A judge sets bail based on the danger and flight risk posed by a defendant.
Bail is money put up by a criminal suspect to buy freedom before a trial begins. If he can’t pay himself, he can pay a fee to a bond agency, which puts up a percentage of the bail in the form of a surety bond. A bail bond agent, also know as a bail bondsman, works independently or as a representative of the agency. His role is to complete bonding paperwork with an accused person, receive payments and track down the person if he fails to appear in court.
Normally, the first step in a bond process is an assessment of the defendant’s or his representative’s qualifications for bond. The agent investigates the background of the suspect to determine whether he is a flight risk, or likely to appear in court. He also assesses his ability to pay the bond fee and cover the financial recourse of failing to appear in court. In essence, the agent qualifies a prospect similar to the way a salesperson does. A decision to provide the surety bond is normally made if the agent is comfortable that the suspect will appear in court as necessary, which means bond money is returned to the agency. In some cases, agents participate in aggressive marketing and prospecting for potential clients.
The next step after a positive bond decision is to accept the payment of fee from the defendant and complete paperwork. The paperwork is filed with the court, formally executing the bond and resulting in the defendant’s release from jail. The common legal name for the document clients sign is a power of attorney, which turns over to the agency the right to represent the defendant on the matter of bail.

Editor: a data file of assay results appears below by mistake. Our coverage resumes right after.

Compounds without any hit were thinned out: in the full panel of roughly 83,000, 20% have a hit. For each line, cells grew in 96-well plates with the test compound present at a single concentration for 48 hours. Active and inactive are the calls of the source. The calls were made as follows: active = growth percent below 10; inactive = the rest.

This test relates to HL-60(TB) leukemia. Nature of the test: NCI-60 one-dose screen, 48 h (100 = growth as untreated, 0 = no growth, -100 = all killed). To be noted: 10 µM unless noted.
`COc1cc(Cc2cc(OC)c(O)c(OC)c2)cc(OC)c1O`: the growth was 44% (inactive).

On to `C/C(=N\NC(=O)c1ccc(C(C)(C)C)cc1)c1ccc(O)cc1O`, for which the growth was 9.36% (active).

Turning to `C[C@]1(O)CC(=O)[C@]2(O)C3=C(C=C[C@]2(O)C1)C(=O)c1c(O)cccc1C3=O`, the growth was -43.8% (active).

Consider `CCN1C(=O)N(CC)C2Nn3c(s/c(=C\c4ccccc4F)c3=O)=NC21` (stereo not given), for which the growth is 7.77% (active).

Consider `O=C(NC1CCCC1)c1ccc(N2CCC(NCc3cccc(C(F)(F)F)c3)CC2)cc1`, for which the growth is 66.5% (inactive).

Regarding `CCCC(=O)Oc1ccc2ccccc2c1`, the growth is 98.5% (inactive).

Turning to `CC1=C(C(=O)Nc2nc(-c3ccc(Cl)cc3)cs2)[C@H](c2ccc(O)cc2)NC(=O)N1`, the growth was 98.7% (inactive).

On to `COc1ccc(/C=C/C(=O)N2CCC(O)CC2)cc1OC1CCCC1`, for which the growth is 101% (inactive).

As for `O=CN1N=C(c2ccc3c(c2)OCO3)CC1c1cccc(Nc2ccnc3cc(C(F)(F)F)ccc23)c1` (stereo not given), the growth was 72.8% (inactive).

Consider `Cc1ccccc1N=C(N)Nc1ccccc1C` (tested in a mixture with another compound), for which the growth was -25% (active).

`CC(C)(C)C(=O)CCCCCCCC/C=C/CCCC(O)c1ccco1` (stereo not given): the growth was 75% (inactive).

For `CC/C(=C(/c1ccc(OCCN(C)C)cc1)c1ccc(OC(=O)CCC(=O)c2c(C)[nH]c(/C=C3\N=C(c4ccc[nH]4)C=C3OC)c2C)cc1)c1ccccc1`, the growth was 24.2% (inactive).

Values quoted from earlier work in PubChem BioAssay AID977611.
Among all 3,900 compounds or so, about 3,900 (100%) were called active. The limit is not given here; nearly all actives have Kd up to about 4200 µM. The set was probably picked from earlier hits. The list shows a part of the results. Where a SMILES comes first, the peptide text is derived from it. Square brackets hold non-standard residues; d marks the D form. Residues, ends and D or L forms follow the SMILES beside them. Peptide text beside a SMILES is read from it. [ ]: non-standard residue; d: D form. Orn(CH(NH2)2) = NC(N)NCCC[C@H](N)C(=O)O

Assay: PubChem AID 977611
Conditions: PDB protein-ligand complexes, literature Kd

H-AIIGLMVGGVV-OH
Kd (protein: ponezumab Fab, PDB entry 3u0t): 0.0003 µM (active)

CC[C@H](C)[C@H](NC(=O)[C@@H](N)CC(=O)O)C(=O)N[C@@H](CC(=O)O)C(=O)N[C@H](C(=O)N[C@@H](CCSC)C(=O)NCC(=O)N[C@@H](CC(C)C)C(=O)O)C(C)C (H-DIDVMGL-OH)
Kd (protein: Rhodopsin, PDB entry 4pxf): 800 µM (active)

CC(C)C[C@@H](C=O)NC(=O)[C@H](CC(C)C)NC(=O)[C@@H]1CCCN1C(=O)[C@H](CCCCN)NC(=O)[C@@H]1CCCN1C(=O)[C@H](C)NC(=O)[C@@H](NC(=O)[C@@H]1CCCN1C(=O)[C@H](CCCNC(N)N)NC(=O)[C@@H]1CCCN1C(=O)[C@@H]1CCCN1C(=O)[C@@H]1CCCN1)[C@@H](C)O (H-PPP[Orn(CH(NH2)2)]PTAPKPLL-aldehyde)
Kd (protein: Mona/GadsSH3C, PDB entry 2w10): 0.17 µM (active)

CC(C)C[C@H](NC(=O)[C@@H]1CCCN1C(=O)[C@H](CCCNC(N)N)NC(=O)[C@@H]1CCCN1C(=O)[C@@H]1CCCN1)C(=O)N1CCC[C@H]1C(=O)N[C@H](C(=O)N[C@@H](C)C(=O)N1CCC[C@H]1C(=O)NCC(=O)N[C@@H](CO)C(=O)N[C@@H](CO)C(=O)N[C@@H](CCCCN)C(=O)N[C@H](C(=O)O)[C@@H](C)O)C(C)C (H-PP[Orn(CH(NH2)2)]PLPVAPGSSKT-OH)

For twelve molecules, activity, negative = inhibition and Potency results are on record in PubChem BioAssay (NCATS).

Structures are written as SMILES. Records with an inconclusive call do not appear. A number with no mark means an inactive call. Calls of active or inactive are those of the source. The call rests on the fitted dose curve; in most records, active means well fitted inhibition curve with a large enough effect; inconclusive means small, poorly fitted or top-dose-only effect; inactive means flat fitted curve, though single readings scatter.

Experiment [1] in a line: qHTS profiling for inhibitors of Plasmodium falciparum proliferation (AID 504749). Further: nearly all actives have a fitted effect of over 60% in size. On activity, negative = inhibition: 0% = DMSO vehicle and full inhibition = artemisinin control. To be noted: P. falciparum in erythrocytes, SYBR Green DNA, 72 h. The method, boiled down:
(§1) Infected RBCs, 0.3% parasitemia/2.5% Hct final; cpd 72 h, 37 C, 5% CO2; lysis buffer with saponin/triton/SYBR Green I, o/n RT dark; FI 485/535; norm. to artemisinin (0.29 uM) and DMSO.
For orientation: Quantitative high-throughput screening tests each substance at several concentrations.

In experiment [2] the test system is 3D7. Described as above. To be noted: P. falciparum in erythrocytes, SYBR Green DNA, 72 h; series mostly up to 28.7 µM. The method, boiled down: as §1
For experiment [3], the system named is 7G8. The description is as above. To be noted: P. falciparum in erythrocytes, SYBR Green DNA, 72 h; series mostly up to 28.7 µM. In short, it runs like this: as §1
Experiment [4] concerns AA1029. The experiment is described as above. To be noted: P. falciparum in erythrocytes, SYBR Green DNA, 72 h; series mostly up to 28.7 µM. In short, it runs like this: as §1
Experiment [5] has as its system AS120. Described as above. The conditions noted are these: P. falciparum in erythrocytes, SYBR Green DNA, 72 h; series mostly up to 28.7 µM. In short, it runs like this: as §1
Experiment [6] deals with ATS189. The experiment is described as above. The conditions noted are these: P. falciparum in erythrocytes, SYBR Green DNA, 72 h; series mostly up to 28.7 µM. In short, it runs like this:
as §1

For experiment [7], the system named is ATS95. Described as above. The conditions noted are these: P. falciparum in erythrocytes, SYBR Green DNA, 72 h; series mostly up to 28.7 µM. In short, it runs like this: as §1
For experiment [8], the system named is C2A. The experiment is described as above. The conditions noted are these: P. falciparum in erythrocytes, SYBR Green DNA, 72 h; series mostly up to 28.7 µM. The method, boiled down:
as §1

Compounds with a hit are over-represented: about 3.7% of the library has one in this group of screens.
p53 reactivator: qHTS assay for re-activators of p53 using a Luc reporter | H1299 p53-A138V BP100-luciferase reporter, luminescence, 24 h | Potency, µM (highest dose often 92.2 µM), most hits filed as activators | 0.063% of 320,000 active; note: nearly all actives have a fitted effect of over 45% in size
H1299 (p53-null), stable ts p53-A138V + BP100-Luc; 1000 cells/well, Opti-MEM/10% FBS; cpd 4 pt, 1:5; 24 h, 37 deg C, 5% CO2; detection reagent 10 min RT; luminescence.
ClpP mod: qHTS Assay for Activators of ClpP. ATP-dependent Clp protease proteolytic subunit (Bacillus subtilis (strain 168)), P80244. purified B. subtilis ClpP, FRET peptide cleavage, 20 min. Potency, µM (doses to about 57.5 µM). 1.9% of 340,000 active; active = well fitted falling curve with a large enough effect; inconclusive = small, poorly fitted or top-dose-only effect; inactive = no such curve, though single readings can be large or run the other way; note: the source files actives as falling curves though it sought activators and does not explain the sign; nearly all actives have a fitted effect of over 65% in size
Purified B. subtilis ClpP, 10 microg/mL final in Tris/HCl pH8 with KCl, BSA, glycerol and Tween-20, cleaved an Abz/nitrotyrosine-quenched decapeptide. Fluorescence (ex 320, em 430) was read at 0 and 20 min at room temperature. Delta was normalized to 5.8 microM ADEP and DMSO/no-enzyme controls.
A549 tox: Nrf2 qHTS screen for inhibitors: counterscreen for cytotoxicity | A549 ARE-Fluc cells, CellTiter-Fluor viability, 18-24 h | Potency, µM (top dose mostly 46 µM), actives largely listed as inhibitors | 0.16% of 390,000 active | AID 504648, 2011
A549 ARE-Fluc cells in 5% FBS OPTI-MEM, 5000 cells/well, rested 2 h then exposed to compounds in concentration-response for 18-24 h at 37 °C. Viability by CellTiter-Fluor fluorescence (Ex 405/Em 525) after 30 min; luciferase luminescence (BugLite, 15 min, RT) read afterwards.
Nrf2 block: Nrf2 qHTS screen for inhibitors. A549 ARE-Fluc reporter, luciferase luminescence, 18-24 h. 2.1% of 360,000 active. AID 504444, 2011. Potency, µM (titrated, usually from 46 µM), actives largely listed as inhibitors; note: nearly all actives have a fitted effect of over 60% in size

Though the agent spends much of his time out prospecting for new clients, meeting with defendants and completing paperwork, he must also maintain regular communication with the agency. Agencies often call agents when a new prospect is found. Time is often of the essence as defendants typically want bail release as soon as possible after an amount is set. Agents must also submit paperwork and sales receipts to the agency office within a certain period of time, often 24 hours, to retain employment and collect commission payments.
The role of a bail bond agent that many people are most familiar with is that of client apprehension. This is the function often depicted in movies and on television shows. If a defendant fails to appear in court, he typically owes bail. The bond is intended to ensure his appearance. When an agent’s client doesn’t appear, he is generally expected to track down, apprehend and bring the suspect to jail or present him before the court. This protects the financial interests of the agent.
Neil Kokemuller has been an active business, finance and education writer and content media website developer since 2007. He has been a college marketing professor since 2004. Kokemuller has additional professional experience in marketing, retail and small business. He holds a Master of Business Administration from Iowa State University.